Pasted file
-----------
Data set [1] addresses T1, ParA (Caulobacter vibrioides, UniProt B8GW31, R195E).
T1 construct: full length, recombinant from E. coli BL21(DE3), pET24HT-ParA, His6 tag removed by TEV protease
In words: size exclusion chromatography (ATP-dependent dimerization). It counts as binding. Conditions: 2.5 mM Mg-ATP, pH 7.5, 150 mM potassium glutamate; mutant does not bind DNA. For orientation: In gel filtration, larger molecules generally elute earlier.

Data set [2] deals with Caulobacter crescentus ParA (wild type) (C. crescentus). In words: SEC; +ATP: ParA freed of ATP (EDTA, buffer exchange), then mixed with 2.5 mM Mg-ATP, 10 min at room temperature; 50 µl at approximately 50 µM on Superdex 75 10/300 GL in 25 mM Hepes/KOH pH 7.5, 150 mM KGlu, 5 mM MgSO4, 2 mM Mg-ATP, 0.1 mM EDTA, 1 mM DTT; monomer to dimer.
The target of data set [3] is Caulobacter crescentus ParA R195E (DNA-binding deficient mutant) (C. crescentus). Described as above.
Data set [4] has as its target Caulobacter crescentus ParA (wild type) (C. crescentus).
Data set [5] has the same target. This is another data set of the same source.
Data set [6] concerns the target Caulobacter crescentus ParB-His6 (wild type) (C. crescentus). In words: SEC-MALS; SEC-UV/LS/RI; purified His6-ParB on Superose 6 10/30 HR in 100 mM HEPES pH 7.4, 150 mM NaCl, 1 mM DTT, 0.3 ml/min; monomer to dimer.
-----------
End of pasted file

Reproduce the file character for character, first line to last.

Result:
Data set [1] addresses T1, ParA (Caulobacter vibrioides, UniProt B8GW31, R195E).
T1 construct: full length, recombinant from E. coli BL21(DE3), pET24HT-ParA, His6 tag removed by TEV protease
In words: size exclusion chromatography (ATP-dependent dimerization). It counts as binding. Conditions: 2.5 mM Mg-ATP, pH 7.5, 150 mM potassium glutamate; mutant does not bind DNA. For orientation: In gel filtration, larger molecules generally elute earlier.

Data set [2] deals with Caulobacter crescentus ParA (wild type) (C. crescentus). In words: SEC; +ATP: ParA freed of ATP (EDTA, buffer exchange), then mixed with 2.5 mM Mg-ATP, 10 min at room temperature; 50 µl at approximately 50 µM on Superdex 75 10/300 GL in 25 mM Hepes/KOH pH 7.5, 150 mM KGlu, 5 mM MgSO4, 2 mM Mg-ATP, 0.1 mM EDTA, 1 mM DTT; monomer to dimer.
The target of data set [3] is Caulobacter crescentus ParA R195E (DNA-binding deficient mutant) (C. crescentus). Described as above.
Data set [4] has as its target Caulobacter crescentus ParA (wild type) (C. crescentus).
Data set [5] has the same target. This is another data set of the same source.
Data set [6] concerns the target Caulobacter crescentus ParB-His6 (wild type) (C. crescentus). In words: SEC-MALS; SEC-UV/LS/RI; purified His6-ParB on Superose 6 10/30 HR in 100 mM HEPES pH 7.4, 150 mM NaCl, 1 mM DTT, 0.3 ml/min; monomer to dimer.